Landfill Gas

At landfill sites, the anaerobic digestion of the organic component of waste occurs naturally, but more slowly than in specially designed digesters. Landfill gas containing methane and carbon dioxide (typically in the ratio of 65%:35%) is released into the atmosphere if no controls are put in place.

 

 

To avoid the environmentally harmful effects of this, landfill gas can be collected and used as an energy source for heat and/or power. Wells are inserted into the waste to collect the gas through a series of perforated pipes. A suction pump collects the gas, which is then cleaned and used as a source of energy.

Currently, there are five landfill gas recovery facilities in operation in Ireland.

Power generation from landfill gas
 
Power generation from landfill gas
 

Facts

Almost two million tonnes of municipal solid waste (MSW) were generated in Ireland in 1998, over 90% of which was consigned to landfill. At landfill, bacteria cause the organic fraction of deposited waste to decompose, under partially anaerobic conditions, producing a biogas. This biogas consists primarily of methane and carbon dioxide in the ratio of 2:1, with small quantities of some other gases also present.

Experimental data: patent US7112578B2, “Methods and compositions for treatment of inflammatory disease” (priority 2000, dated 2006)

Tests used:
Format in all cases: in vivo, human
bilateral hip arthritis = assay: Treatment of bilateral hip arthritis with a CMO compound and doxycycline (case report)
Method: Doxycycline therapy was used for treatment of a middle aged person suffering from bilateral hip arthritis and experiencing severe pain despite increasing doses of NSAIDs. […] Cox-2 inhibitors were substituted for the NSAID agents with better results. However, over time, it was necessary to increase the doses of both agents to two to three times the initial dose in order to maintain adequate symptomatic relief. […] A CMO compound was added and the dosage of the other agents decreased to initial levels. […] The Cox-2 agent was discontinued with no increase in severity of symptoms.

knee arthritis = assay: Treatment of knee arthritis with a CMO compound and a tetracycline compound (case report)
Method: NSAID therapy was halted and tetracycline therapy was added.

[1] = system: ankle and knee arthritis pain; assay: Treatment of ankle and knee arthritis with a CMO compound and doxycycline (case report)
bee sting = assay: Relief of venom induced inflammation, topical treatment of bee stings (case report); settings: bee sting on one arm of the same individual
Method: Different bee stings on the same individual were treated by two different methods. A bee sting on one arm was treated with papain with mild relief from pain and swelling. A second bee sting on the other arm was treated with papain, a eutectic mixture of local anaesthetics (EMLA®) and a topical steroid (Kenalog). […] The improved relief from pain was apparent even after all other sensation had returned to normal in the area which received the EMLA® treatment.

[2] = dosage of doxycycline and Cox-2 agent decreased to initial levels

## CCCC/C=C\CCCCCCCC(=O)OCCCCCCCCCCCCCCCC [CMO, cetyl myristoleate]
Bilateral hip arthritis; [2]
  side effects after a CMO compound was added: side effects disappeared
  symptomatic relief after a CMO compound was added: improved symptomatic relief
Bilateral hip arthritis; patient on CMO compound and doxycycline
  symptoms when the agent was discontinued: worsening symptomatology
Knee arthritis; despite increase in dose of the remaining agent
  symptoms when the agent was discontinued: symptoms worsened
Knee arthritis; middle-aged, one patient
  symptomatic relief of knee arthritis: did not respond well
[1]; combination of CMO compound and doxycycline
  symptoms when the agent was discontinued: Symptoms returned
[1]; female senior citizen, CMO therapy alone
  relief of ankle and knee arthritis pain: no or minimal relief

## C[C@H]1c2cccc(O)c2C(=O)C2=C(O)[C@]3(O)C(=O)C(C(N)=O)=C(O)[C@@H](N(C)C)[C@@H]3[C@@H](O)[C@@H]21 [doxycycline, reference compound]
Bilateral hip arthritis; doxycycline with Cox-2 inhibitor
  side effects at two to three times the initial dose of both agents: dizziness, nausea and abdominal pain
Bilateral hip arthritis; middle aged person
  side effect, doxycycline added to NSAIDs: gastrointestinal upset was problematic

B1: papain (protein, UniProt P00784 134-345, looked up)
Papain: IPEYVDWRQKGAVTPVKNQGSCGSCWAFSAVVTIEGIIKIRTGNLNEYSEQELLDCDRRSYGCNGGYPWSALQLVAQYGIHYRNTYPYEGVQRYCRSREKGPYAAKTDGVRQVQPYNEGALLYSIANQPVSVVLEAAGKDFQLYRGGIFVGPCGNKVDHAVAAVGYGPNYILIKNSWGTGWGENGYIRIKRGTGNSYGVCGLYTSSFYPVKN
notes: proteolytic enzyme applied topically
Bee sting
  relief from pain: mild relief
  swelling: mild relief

Landfill Gas Image

Methane is highly flammable and is one of the major greenhouse gases responsible for climatic change as it has 21 times the global warming capacity of carbon dioxide. However, landfill gas (LFG) emissions can be minimized through effective recovery systems, which harness the gas and use it as a renewable and valuable fuel. In addition to electrical power generation, LFG can also be used for combined heat and power (CHP), kiln firing and as a heating or vehicle fuel. LFG is similar to 'natural' or fossil gas and can be fed into the 'natural' gas network. Because LFG has different characteristics (calorific value and specific gravity) to 'natural' gas, burners designed for use with 'natural' gas will require some modifications prior to using LFG.

The technology used for landfill gas is mature and well established. In order to avoid any shortfalls in LFG production careful resource assessment is essential prior to establishing a recovery plant. The landfill site must be evaluated in relation to size, location, composition of waste, age and estimated tonnage. The rate of LFG production can then be calculated using computer models.

 
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